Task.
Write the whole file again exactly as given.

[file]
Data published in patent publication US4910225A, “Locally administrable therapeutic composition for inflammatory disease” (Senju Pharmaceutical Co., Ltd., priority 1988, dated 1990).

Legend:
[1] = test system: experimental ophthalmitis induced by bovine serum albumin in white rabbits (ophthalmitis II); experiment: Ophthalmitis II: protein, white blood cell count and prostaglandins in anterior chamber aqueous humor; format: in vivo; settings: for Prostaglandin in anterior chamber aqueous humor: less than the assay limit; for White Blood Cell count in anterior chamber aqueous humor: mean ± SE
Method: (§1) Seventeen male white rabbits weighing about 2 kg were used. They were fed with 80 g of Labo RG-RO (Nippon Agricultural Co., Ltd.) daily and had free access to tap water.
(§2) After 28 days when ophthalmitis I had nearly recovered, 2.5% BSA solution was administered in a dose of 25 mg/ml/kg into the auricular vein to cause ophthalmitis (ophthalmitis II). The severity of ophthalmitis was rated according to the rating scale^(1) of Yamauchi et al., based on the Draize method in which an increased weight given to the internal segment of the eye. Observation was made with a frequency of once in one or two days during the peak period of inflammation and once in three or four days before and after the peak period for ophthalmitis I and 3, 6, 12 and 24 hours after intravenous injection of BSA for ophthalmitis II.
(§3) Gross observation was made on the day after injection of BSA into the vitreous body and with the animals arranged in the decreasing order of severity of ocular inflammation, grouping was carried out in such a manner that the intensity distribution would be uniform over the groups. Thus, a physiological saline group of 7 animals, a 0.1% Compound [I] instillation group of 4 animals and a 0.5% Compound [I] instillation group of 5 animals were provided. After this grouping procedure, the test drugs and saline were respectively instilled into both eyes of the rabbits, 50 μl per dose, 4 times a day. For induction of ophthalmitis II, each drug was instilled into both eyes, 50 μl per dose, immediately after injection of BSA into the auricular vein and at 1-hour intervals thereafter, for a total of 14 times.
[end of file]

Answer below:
Data published in patent publication US4910225A, “Locally administrable therapeutic composition for inflammatory disease” (Senju Pharmaceutical Co., Ltd., priority 1988, dated 1990).

Legend:
[1] = test system: experimental ophthalmitis induced by bovine serum albumin in white rabbits (ophthalmitis II); experiment: Ophthalmitis II: protein, white blood cell count and prostaglandins in anterior chamber aqueous humor; format: in vivo; settings: for Prostaglandin in anterior chamber aqueous humor: less than the assay limit; for White Blood Cell count in anterior chamber aqueous humor: mean ± SE
Method: (§1) Seventeen male white rabbits weighing about 2 kg were used. They were fed with 80 g of Labo RG-RO (Nippon Agricultural Co., Ltd.) daily and had free access to tap water.
(§2) After 28 days when ophthalmitis I had nearly recovered, 2.5% BSA solution was administered in a dose of 25 mg/ml/kg into the auricular vein to cause ophthalmitis (ophthalmitis II). The severity of ophthalmitis was rated according to the rating scale^(1) of Yamauchi et al., based on the Draize method in which an increased weight given to the internal segment of the eye. Observation was made with a frequency of once in one or two days during the peak period of inflammation and once in three or four days before and after the peak period for ophthalmitis I and 3, 6, 12 and 24 hours after intravenous injection of BSA for ophthalmitis II.
(§3) Gross observation was made on the day after injection of BSA into the vitreous body and with the animals arranged in the decreasing order of severity of ocular inflammation, grouping was carried out in such a manner that the intensity distribution would be uniform over the groups. Thus, a physiological saline group of 7 animals, a 0.1% Compound [I] instillation group of 4 animals and a 0.5% Compound [I] instillation group of 5 animals were provided. After this grouping procedure, the test drugs and saline were respectively instilled into both eyes of the rabbits, 50 μl per dose, 4 times a day. For induction of ophthalmitis II, each drug was instilled into both eyes, 50 μl per dose, immediately after injection of BSA into the auricular vein and at 1-hour intervals thereafter, for a total of 14 times.